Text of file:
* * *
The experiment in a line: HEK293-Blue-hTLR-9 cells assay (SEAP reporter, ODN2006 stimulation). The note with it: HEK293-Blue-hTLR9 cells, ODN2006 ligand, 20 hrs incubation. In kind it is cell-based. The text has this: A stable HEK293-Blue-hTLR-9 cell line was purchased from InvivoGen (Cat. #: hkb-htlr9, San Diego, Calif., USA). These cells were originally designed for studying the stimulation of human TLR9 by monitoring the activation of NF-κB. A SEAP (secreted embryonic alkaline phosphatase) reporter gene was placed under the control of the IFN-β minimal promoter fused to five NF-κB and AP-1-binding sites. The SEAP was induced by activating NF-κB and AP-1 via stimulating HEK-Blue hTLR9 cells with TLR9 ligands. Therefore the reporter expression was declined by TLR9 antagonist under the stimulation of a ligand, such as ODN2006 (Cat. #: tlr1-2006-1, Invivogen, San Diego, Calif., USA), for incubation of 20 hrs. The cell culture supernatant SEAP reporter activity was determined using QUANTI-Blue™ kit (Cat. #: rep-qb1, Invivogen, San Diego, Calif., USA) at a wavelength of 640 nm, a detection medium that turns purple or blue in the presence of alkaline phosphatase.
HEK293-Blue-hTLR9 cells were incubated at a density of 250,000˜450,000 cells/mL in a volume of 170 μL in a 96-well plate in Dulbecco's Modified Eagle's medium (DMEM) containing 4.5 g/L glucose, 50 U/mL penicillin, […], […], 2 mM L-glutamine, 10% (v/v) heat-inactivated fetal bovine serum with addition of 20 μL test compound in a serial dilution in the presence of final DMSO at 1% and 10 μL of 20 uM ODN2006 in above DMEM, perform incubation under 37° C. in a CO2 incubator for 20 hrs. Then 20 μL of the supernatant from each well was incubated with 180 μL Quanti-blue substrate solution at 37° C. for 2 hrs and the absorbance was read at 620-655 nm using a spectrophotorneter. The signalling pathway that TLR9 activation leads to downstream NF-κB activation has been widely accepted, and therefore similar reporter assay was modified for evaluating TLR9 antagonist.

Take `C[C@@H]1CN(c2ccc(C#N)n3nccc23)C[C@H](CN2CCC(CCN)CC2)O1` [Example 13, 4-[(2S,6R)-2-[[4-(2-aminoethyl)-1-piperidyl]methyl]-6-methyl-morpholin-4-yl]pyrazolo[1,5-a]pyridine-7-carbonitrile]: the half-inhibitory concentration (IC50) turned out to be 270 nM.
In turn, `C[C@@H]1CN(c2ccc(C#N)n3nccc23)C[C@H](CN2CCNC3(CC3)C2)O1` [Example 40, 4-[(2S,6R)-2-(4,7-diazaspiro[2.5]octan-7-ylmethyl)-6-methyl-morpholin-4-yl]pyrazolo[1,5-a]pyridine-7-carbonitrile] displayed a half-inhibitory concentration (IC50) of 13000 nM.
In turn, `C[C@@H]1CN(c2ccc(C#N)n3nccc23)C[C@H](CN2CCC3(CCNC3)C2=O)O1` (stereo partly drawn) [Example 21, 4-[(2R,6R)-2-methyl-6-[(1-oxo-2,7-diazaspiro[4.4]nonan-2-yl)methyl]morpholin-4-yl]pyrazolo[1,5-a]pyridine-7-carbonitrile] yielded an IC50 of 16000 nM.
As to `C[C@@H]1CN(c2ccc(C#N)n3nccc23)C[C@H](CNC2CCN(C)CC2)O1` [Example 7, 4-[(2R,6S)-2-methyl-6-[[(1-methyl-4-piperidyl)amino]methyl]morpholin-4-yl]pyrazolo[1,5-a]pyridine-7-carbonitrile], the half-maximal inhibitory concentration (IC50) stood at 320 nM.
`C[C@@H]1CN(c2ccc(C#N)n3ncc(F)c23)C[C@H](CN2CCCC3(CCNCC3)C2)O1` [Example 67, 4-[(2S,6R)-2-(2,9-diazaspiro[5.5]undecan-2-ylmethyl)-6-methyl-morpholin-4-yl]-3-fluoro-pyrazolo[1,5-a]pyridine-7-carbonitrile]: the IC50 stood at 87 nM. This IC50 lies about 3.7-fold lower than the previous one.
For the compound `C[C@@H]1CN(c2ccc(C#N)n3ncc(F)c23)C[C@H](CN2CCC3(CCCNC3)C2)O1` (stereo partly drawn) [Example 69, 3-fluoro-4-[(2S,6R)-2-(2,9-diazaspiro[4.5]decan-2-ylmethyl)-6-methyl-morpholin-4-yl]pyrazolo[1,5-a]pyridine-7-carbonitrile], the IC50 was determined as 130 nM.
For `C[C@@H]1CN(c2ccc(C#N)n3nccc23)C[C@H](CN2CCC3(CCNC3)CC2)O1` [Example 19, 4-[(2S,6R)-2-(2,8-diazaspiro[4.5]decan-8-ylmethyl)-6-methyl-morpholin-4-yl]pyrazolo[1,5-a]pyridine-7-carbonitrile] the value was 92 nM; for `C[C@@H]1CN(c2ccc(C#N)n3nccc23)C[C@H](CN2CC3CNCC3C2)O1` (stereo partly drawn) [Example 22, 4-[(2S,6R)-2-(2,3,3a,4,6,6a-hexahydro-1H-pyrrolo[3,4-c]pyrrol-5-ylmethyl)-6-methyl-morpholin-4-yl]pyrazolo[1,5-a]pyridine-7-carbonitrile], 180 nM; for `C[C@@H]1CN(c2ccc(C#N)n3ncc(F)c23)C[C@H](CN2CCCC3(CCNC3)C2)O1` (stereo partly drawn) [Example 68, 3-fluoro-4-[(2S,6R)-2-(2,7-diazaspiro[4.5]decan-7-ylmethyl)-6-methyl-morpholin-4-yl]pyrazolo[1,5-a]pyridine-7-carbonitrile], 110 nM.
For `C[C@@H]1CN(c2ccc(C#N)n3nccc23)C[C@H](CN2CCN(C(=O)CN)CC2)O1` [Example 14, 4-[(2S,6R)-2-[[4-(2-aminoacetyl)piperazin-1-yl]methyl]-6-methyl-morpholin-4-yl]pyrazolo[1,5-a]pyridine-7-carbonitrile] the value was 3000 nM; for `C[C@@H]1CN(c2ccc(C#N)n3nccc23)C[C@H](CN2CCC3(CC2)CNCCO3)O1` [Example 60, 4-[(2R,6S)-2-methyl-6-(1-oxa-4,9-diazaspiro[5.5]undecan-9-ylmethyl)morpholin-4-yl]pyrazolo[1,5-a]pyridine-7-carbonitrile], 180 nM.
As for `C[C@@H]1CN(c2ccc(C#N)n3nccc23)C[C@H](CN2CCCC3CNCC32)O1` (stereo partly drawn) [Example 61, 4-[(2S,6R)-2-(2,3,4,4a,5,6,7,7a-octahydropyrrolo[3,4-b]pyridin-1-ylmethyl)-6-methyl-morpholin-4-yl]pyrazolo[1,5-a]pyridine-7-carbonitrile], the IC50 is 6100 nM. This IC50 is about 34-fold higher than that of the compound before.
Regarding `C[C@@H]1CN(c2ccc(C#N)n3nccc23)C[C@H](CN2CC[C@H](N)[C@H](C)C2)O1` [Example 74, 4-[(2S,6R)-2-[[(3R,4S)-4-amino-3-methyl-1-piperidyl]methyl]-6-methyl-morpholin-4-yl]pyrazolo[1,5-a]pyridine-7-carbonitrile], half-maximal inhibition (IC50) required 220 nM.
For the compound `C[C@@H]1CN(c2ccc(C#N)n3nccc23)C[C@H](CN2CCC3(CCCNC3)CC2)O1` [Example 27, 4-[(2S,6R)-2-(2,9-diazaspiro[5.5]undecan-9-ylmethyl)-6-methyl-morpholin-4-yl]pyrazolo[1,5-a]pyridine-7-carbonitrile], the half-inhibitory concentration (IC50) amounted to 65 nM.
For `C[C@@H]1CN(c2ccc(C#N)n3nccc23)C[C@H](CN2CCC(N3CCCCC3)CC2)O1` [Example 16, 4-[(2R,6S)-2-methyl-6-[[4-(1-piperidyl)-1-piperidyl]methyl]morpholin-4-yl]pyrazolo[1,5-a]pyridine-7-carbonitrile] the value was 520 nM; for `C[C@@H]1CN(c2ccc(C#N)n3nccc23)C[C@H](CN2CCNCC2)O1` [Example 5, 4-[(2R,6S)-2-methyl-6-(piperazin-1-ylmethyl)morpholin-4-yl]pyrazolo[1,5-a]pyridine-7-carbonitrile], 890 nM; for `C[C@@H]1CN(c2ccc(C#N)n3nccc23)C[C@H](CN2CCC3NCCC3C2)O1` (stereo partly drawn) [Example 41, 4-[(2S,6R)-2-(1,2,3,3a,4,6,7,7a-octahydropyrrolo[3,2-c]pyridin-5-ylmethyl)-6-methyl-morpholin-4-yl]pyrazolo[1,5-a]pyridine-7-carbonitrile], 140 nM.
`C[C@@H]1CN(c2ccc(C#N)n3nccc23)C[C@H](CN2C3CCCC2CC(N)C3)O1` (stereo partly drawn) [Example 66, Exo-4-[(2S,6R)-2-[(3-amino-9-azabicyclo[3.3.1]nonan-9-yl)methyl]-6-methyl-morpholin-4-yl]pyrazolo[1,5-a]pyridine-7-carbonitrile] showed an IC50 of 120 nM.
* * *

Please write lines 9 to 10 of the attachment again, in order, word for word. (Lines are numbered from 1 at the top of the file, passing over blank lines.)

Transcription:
For `C[C@@H]1CN(c2ccc(C#N)n3nccc23)C[C@H](CN2CCC3(CCNC3)CC2)O1` [Example 19, 4-[(2S,6R)-2-(2,8-diazaspiro[4.5]decan-8-ylmethyl)-6-methyl-morpholin-4-yl]pyrazolo[1,5-a]pyridine-7-carbonitrile] the value was 92 nM; for `C[C@@H]1CN(c2ccc(C#N)n3nccc23)C[C@H](CN2CC3CNCC3C2)O1` (stereo partly drawn) [Example 22, 4-[(2S,6R)-2-(2,3,3a,4,6,6a-hexahydro-1H-pyrrolo[3,4-c]pyrrol-5-ylmethyl)-6-methyl-morpholin-4-yl]pyrazolo[1,5-a]pyridine-7-carbonitrile], 180 nM; for `C[C@@H]1CN(c2ccc(C#N)n3ncc(F)c23)C[C@H](CN2CCCC3(CCNC3)C2)O1` (stereo partly drawn) [Example 68, 3-fluoro-4-[(2S,6R)-2-(2,7-diazaspiro[4.5]decan-7-ylmethyl)-6-methyl-morpholin-4-yl]pyrazolo[1,5-a]pyridine-7-carbonitrile], 110 nM.
For `C[C@@H]1CN(c2ccc(C#N)n3nccc23)C[C@H](CN2CCN(C(=O)CN)CC2)O1` [Example 14, 4-[(2S,6R)-2-[[4-(2-aminoacetyl)piperazin-1-yl]methyl]-6-methyl-morpholin-4-yl]pyrazolo[1,5-a]pyridine-7-carbonitrile] the value was 3000 nM; for `C[C@@H]1CN(c2ccc(C#N)n3nccc23)C[C@H](CN2CCC3(CC2)CNCCO3)O1` [Example 60, 4-[(2R,6S)-2-methyl-6-(1-oxa-4,9-diazaspiro[5.5]undecan-9-ylmethyl)morpholin-4-yl]pyrazolo[1,5-a]pyridine-7-carbonitrile], 180 nM.